I wrote about Heavier Than Heaven: A Biography of Kurt Cobain, by Charles R. Cross, for my friend Jep’s website. This was back in early 2002, I think. In retrospect I’ll have to concede that my “nobody cares about or listens to Nirvana any more” lede was probably a case of wishful thinking on my part, though I do still think they were wildly overrated.
Nirvana’s Nevermind album, which propelled Kurt Cobain and his bandmates to multinational superstardom, was released 10 years ago last fall. The rock press duly tried to make an event out of the anniversary – there were retrospective features in Rolling Stone and Spin – but without much success. Over the past few months, we’ve heard more about Courtney Love’s business dealings than Kurt Cobain’s importance in rock history.
Which may be fitting, since the critical adoration of Nirvana probably has more to do with lucky timing than with the music’s quality or lasting relevance.
After all, Nevermind was released in a climate of “death of rock” hand-wringing, in the year of Vanilla Ice and “Rico Suave.” So rock writers who feared that the electric guitar would soon become a historical relic wept with relief at Nirvana’s popularity: here was a chart-topping hard-rock band free of embarrassing heavy-metal associations. Never mind that Nirvana were only one pop-punk act among many, hardly the most innovative or even the most tuneful. Never mind that much of the “grunge” that followed the band to the charts was no more creative or ambitious than a typical New Kids on the Block single. Nevermind saved rock and roll!
But for rock and roll saviours, Nirvana made some pretty unremarkable records. Most of their celebrated songs seem half-written, with modest riffs mercilessly overworked and all surprises gone by the third listen. Even “Smells Like Teen Spirit,” the band’s signature song, now sounds like a mediocre tune greatly flattered by its arrangement. (Who could dispute that the most thrilling moment is that little drum flourish that heralds the roaring guitars?)
Still, Kurt Cobain’s story is a poignant one: a lonely, alienated youth achieves his lifelong dream of rock stardom, only to succumb to heroin addiction and kill himself at the age of 27. In a recent biography, Heavier Than Heaven, Seattle journalist Charles R. Cross methodically documents Cobain’s short and unhappy life. Cross’s extensive research – well integrated into the narrative – is augmented by a close look at Cobain’s private journals, courtesy of widow Courtney Love. With affection and respect, the biographer captures the human tragedy at the core of the story.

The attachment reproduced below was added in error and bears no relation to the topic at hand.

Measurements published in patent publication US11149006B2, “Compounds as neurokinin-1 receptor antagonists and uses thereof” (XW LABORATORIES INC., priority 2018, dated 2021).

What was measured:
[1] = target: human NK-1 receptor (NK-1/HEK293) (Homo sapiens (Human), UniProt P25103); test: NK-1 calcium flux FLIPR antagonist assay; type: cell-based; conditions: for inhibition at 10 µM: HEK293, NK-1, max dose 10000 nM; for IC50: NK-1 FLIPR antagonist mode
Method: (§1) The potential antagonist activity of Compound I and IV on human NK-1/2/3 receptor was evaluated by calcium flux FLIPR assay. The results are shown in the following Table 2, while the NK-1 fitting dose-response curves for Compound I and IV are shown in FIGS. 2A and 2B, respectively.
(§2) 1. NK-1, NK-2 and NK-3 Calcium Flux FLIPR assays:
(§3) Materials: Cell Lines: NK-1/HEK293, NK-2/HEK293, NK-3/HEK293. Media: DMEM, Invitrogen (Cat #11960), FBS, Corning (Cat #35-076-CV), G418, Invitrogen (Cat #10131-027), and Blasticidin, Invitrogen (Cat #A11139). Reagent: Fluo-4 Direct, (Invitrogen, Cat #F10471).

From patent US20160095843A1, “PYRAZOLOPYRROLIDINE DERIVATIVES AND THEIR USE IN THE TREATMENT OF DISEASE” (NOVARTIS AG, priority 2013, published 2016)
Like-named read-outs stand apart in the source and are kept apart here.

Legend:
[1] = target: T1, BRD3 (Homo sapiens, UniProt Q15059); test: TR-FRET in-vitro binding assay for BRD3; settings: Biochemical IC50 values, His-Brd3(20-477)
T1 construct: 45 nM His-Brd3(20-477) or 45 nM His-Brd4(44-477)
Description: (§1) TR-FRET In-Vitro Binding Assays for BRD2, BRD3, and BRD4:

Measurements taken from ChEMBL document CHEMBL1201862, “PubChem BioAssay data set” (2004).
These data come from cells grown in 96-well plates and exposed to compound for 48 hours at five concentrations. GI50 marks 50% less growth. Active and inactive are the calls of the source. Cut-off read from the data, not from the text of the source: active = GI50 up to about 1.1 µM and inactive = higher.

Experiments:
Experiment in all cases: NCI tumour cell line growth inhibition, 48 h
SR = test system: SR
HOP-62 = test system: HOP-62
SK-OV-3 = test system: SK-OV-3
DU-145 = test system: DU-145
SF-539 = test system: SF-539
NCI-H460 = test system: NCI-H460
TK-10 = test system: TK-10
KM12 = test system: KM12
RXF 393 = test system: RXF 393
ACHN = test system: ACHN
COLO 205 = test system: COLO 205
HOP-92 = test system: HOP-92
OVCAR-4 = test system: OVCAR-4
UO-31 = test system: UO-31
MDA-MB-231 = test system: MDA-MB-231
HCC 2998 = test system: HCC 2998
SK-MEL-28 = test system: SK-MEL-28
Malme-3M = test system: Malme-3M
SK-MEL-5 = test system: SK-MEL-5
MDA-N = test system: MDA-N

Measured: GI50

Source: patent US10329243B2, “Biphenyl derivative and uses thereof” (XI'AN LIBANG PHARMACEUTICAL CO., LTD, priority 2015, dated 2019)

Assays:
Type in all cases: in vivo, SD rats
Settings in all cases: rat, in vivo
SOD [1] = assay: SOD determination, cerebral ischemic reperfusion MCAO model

But Cross also remains admirably clear-eyed about his subject’s foibles, and the resulting portrait should debunk any illusion that this was a rock and roll visionary. Throughout Heavier Than Heaven, Cobain comes off as a grasping poseur obsessed with pleasing the cool kids. And in his later days, he was little more than a stupefied junkie.
At least Cobain’s early childhood was relatively idyllic, marked by artistic leanings and a love of music. But his parents divorced when he was nine, and his adolescence was troubled: he tested boundaries and wound up shuttling between parents, relatives, and friends. But he did not, Cross points out, live under a bridge in his hometown of Aberdeen – both Cobain’s sister and his Nirvana bandmate Krist Novoselic discredit that enduring legend.
In fact, Cobain’s talent for mythmaking becomes one of the book’s major themes. The phrase “despite what Kurt would later tell reporters” recurs often, and “Cobain, Kurt Donald, exaggerations by” is one of the heftier index entries. Some of these revisions are minor and even charming: Cobain claimed that the first band he saw in concert had been West Coast punk godfathers Black Flag, while Cross shows that in fact Cobain’s first live rock experience involved the somewhat less cool Sammy Hagar.